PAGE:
The tax burden on Americans living abroad is so great that many are renouncing their U.S. citizenship to avoid paying the IRS.

The United States is one of just four countries that taxes its citizens even if they are living and working abroad, and it is the only country that insists its citizens pay taxes on global income, capital gains and estates.

North Korea, Egypt and the Philippines also tax citizens living overseas, the Dow Jones Newswire reported Aug. 9, but in many respects, the Internal Revenue Service is required to do much more than the tax collection agencies in those other nations.

For example, many of the 4 million Americans living overseas are spared having to pay U.S. income taxes because they make less than the $76,000 annual exemption. However, “the implications can be particularly severe for high-income earners, active investors and those inheriting an estate,” the news service said.

In other words, some critics say, as usual, Uncle Sam is punishing the richest Americans – even those who don’t live here.

But besides hitting Americans, under the worldwide income tax laws – first established in the 1960s and aimed at American “high-rollers” living in places like Monte Carlo – green-card holders and others granted permanent residency in the U.S. also must pay.

Dow Jones said the policy of taxing overseas Americans may eventually weaken U.S. ability to compete globally because it “could deter U.S. companies from sending employees abroad to work. …”

Some people living overseas have gone to great pains to avoid the long arm of the IRS. In one case, the news service reported, a U.S. resident of Dutch citizenship “took great pains to return his green card to the U.S. government,” to avoid paying much of his annual $1 million income to the Treasury Department.

The Dutchman renounced his U.S. residency in order to avoid having to pay the IRS, Dow Jones said, which was actually illegal because U.S. law prohibits people from renouncing citizenship or residency strictly for the purpose of evading taxes.

“In fact,” the financial newswire reported, “the U.S. is so serious about taxing non-resident, high-income earners that it passed a law two years ago saying any individual worth more than $500,000 and trying to renounce U.S. citizenship will be deemed to be doing so for tax evasion purposes and will be taxed anyway.”

Dow Jones said one Geneva, Switzerland-based tax lawyer estimated that about 400 Americans living in that country gave up their U.S. citizenship last year, and he expects the numbers to rise this year.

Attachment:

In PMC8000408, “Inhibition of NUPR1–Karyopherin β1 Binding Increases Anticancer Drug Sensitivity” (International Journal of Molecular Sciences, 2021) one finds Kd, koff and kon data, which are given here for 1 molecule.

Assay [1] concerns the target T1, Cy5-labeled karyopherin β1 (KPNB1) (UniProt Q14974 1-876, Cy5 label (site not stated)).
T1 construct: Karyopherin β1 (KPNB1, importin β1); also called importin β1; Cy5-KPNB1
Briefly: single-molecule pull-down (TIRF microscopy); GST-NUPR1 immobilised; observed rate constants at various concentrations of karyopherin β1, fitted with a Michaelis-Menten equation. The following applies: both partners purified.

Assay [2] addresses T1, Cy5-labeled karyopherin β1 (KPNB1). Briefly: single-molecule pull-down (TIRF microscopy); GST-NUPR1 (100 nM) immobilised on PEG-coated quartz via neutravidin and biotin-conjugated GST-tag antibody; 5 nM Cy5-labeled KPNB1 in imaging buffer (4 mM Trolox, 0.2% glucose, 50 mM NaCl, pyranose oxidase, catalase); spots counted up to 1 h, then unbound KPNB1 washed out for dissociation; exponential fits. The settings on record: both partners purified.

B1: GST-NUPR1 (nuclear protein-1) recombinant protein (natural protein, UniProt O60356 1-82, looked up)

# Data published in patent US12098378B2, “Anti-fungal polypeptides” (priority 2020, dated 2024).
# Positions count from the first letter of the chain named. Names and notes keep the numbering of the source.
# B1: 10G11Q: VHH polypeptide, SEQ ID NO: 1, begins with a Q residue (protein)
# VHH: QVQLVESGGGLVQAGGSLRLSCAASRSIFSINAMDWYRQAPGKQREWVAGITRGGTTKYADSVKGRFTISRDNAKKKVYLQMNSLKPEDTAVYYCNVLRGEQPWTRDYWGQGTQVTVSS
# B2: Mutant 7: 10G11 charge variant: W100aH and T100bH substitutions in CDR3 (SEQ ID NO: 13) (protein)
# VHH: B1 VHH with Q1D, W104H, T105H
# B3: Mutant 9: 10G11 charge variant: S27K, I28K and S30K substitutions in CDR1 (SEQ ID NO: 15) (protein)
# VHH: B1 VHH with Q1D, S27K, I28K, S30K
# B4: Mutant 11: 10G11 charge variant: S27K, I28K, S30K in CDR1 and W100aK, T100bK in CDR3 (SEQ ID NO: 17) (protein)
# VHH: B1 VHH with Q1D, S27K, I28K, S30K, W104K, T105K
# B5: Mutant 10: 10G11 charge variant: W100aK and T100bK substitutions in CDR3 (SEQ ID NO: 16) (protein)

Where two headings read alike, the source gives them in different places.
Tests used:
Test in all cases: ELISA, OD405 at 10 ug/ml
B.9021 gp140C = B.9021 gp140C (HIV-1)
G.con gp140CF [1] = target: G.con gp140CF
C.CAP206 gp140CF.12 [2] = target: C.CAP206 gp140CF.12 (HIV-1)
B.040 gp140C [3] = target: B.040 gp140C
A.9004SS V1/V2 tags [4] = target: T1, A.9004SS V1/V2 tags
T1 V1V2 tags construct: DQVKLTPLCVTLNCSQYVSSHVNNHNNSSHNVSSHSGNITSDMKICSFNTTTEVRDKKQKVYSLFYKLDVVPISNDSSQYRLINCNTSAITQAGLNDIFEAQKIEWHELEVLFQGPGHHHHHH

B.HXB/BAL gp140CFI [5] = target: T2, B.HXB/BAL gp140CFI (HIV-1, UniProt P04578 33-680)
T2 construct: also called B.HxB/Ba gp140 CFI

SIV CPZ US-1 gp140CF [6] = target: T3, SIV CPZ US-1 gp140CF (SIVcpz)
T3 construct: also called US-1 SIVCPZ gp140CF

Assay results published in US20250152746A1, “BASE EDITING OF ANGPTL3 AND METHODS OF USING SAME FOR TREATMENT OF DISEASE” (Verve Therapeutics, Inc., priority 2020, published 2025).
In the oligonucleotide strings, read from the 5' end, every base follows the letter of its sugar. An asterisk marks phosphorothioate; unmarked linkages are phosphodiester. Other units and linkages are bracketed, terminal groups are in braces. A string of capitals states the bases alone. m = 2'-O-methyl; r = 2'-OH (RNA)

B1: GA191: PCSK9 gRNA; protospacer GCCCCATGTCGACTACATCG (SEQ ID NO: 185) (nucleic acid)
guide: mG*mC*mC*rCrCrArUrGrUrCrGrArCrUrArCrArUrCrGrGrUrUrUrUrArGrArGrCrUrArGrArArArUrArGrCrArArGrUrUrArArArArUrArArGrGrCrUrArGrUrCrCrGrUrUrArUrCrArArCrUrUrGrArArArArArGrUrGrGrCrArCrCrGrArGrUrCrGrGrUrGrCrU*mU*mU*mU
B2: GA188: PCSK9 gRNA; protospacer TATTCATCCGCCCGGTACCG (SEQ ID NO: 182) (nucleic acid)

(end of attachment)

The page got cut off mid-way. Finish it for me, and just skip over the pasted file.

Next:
“People who are wealthy have tremendous problems, and many people think seriously about giving up their citizenship,” the lawyer – who was not named – told Dow Jones.

How much tax?

U.S. citizens living abroad are required to pay taxes on any income over $76,000 a year. However, if the remaining amount is taxed at a higher rate in the country where the citizen is living, then the U.S. tax is waived.

But, Dow Jones reported, there is also a “complicated ‘alternative minimum tax,'” which is not understood by many other than tax lawyers and accountants. It kicks in as earned income rises and against which only 90 percent of a foreign income tax can be credited.

That means an American earning a quarter of a million dollars annually in Switzerland would pay nearly $4,000 in alternative minimum tax to the IRS on top of Swiss taxes. While that may not appear to be much of a burden, the financial news service said, the same non-resident American is probably also investing in equities or other income-generating securities that would be liable for capital gains taxes.

Estate taxes – or, as some in the U.S. call them, “death taxes” – are even worse. While a nation like Switzerland taxes a whole estate at around 6 percent, the U.S. levies between 37-55 percent taxes on any amount above $675,000.

The high U.S. levies have forced some foreign tax experts to advise American clients to serious consider abandoning their citizenship.

One international lawyer who asked not to be named told Dow Jones Newswire: “If you have an estate worth $2 million-$3 million and you are not planning to return to the U.S., and you don’t travel there frequently, then it may not be a bad idea.”

Also, the news service said, a U.S. citizen living in Switzerland is liable for a 20 percent tax upon realization of any capital gains to the U.S. government – which is in addition to an annual tax of about 1 percent on total wealth to the Swiss government.

Worse, a new regulation this year makes it tougher for overseas Americans to hide investments from the IRS. As of Jan. 1, Dow Jones said, foreign banks “must report all earnings of U.S. citizens or green-card holders from any direct U.S. security holdings.”

At the present, U.S. citizens can get around that requirement by buying European-domiciled mutual funds that invest in U.S. securities. But tax experts say the IRS is set to close this loophole soon.


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